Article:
You thought the Juan Soto trade last summer was a blockbuster for the ages? Brace yourself for the frenzy created by the rent-a-player of all rent-a-players on the market. The Dodgers have the farm system to deal from, the potential need (especially to shore up the front end of the rotation), an aggressive enough ownership for the pro-rated $30 million salary, the division-rival heat from the San Diego Padres and the possible long-game motive of getting a head start on wooing him as a free agent. The Los Angeles Angels, meanwhile, do Shohei Ohtani a solid by allowing him in stay in his adopted home market and sleep in his own bed as they eye their own free-agent bid for him after the season — and pocket a haul of Dodger prospects for their trouble. (This cross-league trade also is why he won’t win an MVP award this year).
Most impactful deadline trade coming this July that nobody’s thinking about: Kyle Hendricks from the Chicago Cubs to the Philadelphia Phillies.
The former ERA champ with big-game chops is expected back at full strength from a shoulder issue in May, and he’ll put former Cub Sam Fuld’s Phillies rotation depth over the top for the final stretch and into October. Why would the Cubs trade him? Because they’ll be out of contention, and they’ve salary-dumped, released or let walk literally every other player who helped win the 2016 championship (albeit, eventually hiring one as manager). Also this: If they don’t trade him and pick up his modest 2024 option to retain club control, Kyle Hendricks reaches 10-and-5 status about three weeks before next year’s deadline, which means full no-trade rights.
The Cincinnati Reds will tank so thoroughly while trying to sell a few tickets that they will make Ken Griffey Jr. — retired so long he was inducted in the Hall of Fame in 2016 — their fourth-highest-paid player on the team.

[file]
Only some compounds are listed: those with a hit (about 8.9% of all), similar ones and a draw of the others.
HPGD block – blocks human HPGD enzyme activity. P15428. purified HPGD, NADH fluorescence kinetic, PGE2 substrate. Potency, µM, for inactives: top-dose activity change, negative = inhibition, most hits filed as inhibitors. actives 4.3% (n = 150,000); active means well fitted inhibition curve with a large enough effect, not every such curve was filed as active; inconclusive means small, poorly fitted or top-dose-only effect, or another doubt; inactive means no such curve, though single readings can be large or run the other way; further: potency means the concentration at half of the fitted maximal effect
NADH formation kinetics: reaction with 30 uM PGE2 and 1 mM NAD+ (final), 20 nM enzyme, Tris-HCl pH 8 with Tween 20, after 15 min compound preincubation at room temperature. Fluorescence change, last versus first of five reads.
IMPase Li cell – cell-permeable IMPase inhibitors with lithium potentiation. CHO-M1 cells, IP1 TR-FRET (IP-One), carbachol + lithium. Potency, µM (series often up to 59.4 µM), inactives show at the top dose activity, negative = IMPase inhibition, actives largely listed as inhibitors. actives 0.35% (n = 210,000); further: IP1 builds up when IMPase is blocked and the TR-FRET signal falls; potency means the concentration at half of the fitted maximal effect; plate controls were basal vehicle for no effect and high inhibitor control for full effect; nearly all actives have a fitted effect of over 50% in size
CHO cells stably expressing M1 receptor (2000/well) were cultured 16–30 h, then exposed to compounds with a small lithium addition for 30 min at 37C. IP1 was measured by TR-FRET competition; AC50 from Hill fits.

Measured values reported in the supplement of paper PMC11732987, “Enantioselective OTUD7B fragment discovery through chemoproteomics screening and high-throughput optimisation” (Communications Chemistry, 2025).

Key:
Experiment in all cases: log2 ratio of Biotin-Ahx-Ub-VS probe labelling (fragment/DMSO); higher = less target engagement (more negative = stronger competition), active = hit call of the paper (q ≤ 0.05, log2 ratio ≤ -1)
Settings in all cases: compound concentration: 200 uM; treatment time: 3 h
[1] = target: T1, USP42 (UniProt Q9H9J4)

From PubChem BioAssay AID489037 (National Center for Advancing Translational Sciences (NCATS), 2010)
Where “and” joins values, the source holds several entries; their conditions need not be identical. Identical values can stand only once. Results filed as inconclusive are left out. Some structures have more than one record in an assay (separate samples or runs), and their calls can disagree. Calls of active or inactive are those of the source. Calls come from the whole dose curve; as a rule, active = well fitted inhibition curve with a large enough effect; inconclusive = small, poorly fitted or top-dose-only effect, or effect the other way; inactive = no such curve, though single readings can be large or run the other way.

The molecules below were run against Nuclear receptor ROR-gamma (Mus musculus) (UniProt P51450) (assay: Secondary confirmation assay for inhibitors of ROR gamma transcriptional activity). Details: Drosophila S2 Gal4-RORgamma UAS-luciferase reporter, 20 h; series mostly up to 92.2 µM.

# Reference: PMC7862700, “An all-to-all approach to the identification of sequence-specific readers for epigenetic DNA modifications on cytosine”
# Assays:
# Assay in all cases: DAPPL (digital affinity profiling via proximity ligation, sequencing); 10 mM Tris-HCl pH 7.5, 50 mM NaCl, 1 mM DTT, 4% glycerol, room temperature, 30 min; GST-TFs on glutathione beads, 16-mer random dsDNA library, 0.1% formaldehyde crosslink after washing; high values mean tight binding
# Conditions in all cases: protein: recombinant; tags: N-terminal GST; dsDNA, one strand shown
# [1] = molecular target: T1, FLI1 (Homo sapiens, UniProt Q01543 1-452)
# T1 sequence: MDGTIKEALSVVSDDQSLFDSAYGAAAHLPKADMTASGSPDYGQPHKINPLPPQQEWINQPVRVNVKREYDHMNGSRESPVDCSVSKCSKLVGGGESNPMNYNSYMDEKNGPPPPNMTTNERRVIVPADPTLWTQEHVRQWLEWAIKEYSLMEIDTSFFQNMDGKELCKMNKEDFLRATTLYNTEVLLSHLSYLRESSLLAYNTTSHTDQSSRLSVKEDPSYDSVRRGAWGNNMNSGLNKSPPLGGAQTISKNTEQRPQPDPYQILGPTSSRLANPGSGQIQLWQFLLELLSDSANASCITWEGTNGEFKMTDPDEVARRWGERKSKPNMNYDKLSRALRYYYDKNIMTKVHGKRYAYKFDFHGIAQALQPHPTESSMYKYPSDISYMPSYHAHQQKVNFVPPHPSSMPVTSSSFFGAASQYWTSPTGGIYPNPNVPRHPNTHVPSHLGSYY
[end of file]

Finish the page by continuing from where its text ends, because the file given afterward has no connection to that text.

Wait. Just being told that vision is actually already a contractual obligation from 2000 that assures annual deferred salary worth $3.59 million this year.
This year’s Milwaukee Brewers (the team that finished one game out of the playoffs last year): the Arizona Diamondbacks.
The sneaky-good D’Backs are still a year away but have enough talent in the likes of Corbin Carroll, Ketel Marte and Zac Gallen to put a scare into the bigger-payroll contenders this year.
West Coast drought conditions ease dramatically
For the first time in 22 years, the Seattle Mariners will finish in first place, riding exceptional pitching and an MVP season from Julio Rodriguez past two other playoff qualifiers to win the AL West. And for the first time ever, the San Diego Padres will win the World Series.
The Playoff Field
NL East — Philadelphia Phillies
NL Central — Milwaukee Brewers
NL West — San Diego Padres
NL Wild Card — Atlanta Braves
NL Wild Card — St. Louis Cardinals
NL Wild Card — Los Angeles Dodgers
AL East — Toronto Blue Jays
AL Central — Minnesota Twins
AL West — Seattle Mariners
AL Wild Card — Houston Astros
AL Wild Card — Texas Rangers
AL Wild Card — Baltimore Orioles
World Series — Padres over Blue Jays
NL MVP — Willson Contreras, Cardinals.
AL MVP — Julio Rodriguez, Mariners.
NL Cy Young — Aaron Nola, Phillies
AL Cy Young — Alek Manoah, Blue Jays
NL Rookie of the Year — Hayden Wesneski, Cubs
AL Rookie of the Year — Anthony Volpe, Yankees
NL Manager of the Year — Craig Counsell, Brewers
AL Manager of the Year — Bruce Bochy, Rangers
Gordon Wittenmyer covers Major League Baseball for Sportsnaut. You can follow him on Twitter at @GDubCub.